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Keeping Your Baby Safe in the Tub

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testing water tempath time can be loads of fun, but if you're not careful, it can be quite dangerous. Slips, falls, scalding, and drowning are just a few of the potential hazards lurking in the tub. In fact, drowning is the leading cause of unintentional death among children ages 1 through 4 with the bathtub being the second location (after pools) where children drown1Follow these guidelines to keep your little one safe.

Drowning Prevention
  • NEVER leave your baby unattended...not even for a second. Many unintentional drownings occur when the caregiver temporary leaves the child in the bathtub. The Consumer Products Safety Commission reports that between 2005- 2009, 352 children (younger than 5 years of age) died after being left alone temporarily2.
  • NEVER leave your young child under the supervision of another child.
  • Keep the water in the bath to a minimum. Babies can drown in as little as an inch of water.
Bath Time Safety Products
Bath Time Safety
  • Bath rings and bath seats can topple easily and/or cause entrapment. If you are using these items, be sure to watch your baby closely.
  • Keep your child within arm's reach when your child is in the tub.
  • Remember, toilets can be another danger in the bathroom. Toilet locks can help remove this danger.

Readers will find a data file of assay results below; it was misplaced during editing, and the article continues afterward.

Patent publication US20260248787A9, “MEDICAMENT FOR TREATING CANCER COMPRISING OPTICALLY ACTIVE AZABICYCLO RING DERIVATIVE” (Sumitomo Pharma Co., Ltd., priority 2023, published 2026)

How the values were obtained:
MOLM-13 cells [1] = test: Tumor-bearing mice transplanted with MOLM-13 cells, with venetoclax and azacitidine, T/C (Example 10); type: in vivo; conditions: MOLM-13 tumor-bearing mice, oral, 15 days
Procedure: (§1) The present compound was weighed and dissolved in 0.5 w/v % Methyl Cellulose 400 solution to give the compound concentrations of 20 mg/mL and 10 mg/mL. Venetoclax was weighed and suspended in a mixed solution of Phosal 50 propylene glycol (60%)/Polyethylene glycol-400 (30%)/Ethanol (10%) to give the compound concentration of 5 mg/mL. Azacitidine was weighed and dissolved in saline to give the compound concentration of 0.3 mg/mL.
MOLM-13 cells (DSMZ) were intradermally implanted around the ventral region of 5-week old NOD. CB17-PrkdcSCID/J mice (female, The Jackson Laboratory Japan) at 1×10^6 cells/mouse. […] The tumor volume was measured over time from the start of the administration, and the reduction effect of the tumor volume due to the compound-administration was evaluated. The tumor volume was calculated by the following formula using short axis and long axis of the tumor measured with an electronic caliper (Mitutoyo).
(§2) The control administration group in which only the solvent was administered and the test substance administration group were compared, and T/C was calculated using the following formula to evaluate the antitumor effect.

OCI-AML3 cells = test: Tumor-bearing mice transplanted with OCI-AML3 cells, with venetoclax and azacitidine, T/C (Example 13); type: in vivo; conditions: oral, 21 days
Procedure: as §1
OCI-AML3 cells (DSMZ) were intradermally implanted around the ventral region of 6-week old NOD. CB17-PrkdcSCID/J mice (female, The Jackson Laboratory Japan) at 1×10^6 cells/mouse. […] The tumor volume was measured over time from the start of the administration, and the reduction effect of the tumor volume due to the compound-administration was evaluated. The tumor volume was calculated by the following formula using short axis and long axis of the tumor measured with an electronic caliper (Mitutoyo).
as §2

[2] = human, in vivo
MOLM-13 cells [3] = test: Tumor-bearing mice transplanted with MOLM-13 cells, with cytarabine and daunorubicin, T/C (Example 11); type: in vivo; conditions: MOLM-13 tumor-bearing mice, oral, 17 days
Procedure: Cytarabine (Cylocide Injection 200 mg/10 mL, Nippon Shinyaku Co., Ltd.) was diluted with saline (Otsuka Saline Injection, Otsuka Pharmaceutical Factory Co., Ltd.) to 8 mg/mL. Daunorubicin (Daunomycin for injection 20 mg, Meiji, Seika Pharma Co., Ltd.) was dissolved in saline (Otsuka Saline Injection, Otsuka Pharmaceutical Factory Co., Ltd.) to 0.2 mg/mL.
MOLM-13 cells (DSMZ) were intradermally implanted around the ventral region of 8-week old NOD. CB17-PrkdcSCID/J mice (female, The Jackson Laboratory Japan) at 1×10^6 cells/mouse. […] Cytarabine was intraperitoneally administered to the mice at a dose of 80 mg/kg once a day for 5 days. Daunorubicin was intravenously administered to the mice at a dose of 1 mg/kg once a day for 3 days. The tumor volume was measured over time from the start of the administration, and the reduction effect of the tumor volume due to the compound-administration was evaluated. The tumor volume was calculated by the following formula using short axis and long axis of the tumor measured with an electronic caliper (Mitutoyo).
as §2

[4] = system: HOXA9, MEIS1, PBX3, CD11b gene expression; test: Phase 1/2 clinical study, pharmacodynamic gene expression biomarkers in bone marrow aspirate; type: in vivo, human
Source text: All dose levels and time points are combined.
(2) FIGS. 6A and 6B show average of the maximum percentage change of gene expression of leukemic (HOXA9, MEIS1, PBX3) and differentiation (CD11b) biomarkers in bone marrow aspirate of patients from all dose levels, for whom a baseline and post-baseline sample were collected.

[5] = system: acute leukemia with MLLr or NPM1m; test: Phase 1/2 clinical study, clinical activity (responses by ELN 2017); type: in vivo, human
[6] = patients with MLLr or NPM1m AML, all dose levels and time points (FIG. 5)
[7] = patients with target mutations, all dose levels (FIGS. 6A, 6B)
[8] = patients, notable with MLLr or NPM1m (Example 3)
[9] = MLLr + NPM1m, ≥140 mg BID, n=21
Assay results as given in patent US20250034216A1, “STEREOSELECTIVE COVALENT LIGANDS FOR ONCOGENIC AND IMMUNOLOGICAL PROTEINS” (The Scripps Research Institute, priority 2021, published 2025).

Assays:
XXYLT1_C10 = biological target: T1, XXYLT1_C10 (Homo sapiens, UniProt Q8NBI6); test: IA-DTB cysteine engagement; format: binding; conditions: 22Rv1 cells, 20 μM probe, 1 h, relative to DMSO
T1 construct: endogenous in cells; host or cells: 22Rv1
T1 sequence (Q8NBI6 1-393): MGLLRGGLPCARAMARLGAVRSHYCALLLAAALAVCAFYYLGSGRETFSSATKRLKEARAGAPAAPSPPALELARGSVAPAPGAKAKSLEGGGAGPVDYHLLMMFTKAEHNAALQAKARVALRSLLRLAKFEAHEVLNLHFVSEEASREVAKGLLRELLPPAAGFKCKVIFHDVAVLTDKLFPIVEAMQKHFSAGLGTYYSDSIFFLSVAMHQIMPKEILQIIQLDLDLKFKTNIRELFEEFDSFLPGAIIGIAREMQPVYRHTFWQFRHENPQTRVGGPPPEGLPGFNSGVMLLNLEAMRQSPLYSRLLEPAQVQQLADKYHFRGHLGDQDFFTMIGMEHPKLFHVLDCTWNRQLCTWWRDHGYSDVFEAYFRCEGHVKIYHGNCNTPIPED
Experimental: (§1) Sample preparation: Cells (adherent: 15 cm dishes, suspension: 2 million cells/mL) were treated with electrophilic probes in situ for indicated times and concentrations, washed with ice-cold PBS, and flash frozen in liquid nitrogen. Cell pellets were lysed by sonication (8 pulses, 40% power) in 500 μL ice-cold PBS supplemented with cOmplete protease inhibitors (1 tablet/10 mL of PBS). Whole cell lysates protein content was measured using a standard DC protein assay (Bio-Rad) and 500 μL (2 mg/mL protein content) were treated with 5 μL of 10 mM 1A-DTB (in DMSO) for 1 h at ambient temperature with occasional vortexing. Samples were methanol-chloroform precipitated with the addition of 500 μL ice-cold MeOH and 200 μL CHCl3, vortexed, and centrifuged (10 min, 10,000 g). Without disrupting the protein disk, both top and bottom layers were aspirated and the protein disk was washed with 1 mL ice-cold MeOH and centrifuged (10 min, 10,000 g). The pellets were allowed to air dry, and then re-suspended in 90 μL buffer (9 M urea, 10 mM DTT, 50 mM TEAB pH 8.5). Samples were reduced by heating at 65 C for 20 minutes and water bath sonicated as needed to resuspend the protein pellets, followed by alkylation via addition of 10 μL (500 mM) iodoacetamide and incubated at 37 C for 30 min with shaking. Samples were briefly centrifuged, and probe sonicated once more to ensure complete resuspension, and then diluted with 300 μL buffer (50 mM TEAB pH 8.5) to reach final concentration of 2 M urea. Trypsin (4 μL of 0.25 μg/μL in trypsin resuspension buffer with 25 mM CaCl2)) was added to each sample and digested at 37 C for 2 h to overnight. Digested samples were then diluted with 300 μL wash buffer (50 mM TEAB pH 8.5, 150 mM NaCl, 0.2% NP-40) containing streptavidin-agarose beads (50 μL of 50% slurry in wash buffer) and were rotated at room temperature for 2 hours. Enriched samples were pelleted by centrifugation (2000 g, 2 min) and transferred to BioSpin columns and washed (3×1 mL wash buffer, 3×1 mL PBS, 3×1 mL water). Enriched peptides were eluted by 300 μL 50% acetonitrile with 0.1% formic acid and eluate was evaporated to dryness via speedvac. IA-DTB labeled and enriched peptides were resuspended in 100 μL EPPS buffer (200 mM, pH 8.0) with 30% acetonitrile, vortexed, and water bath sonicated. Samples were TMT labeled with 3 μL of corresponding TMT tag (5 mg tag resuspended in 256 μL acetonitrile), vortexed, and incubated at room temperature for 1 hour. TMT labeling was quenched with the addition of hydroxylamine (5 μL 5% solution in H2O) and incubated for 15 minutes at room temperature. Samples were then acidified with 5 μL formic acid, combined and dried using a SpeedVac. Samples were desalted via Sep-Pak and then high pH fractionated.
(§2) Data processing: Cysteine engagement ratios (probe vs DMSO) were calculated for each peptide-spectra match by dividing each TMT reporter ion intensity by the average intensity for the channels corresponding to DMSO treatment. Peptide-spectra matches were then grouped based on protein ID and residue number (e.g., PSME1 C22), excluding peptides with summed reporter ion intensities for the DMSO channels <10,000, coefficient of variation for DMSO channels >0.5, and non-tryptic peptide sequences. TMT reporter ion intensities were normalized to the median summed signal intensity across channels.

Burn Prevention
  • ALWAYS test the temperature of the bath water. The water should feel warm, not hot. Test the water temperature with your wrist (or forearm) and move your hand around throughout the water to get an accurate temperature of the water. A bath thermometer can be useful but should not substitute you physically testing the temperature of the water. According to the National Safety Council, bath water temperature should be 100° F. According to the Home Safety Council, "It takes only one second for a child under the age of five to receive third-degree burns from water that's 140 degrees Fahrenheit or hotter."
  • Be sure your hot water thermostat is set no higher than 120° F to avoid scalding.
  • Turn off the hot water first and let the cool water run for a few seconds. This allows the water spout to cool.
  • Anti-scald products, such as HotStop tub spouts and shower heads, can be easily installed to prevent burns.
Injury Prevention
  • Use a nonskid mat in the bathtub. Also, use a nonskid mat on the floor next to the tub to prevent slips and falls.
  • Clean up any water on the floor.
  • Use spout covers to prevent bruises and cuts.
  • If your bath tub has shower doors, make sure they are shatter proof.
  • Keep all potential toxic products (shampoo, soap, conditioner, mouth wash, etc) out of your baby's reach.
Know the dangers and keep your baby safe while getting them squeaky clean. Have a splish splashin' good time!

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Cited:
1. Consumer Products Safety Commission: Traditional end of the pool season brings attention to indoor water safety CPSC Warns of Drowning Dangers in Bathtubs, Bath Seats and Buckets
2. Consumer Products Safety Commission: Submersions Related to Non-Pool and Non-Spa Products, 2011 Report.

Sources:
Home Safety Council: American Families Underestimate Hot Water Dangers at Home
National Safety Council: Baby Proofing Your Home
 

 

 

 

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